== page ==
MONDAY, March 14, 2022 (HealthDay News) — First-time mothers, young mothers, and mothers of twins report the highest rates of postpartum depressive symptoms (PDS), according to a study published in the March 15 issue of the Journal of Affective Disorders.

Helen Bradshaw, M.D., from the Johns Hopkins School of Medicine in Baltimore, and colleagues surveyed women using the Flo app to evaluate the association between maternal age, parity, gestational number, newborn gender, and self-reported PDS. The analysis included more than 1.1 million women from 138 countries.

The researchers found that 9.4 percent of women overall reported PDS. Reports of PDS decreased with advancing age (18 to 24 years, 10 percent; 35 to 39 years, 6.5 percent; and 40 years or older, 6.9 percent), while first-time mothers reported higher rates of PDS. Higher symptom burden was also seen among twin births versus singleton births, with mothers of twins in the oldest age group reporting the greatest burden. There were no clinically significant differences observed in rates of PDS between mothers of singleton girls and boys.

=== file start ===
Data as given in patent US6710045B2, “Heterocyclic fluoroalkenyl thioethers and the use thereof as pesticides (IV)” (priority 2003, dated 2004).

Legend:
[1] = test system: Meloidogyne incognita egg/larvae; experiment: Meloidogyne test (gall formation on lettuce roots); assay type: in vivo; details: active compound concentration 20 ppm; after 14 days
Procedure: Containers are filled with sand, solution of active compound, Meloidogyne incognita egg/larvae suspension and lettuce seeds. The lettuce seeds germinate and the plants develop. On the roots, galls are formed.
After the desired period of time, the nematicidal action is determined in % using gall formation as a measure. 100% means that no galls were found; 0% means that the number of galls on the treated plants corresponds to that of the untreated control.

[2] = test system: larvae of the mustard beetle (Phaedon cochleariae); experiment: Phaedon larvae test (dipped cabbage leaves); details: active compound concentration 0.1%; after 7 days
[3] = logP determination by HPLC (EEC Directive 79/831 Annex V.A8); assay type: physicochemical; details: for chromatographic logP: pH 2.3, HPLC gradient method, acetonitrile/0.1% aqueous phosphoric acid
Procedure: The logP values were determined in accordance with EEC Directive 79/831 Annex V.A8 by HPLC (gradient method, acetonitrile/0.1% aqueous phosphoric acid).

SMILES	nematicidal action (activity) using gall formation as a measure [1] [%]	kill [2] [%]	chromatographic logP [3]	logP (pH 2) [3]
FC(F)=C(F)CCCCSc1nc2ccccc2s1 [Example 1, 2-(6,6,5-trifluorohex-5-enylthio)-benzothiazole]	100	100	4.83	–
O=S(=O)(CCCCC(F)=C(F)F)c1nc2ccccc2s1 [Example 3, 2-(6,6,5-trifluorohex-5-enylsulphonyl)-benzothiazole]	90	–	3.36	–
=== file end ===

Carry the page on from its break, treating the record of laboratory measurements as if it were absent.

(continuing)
“Clinicians caring for new mothers can be aware of factors like age, first pregnancy, and twin pregnancies that put women at a higher risk of developing postpartum depression and screen and intervene early,” a coauthor said in a statement.

Two study authors are employees of Flo Health.

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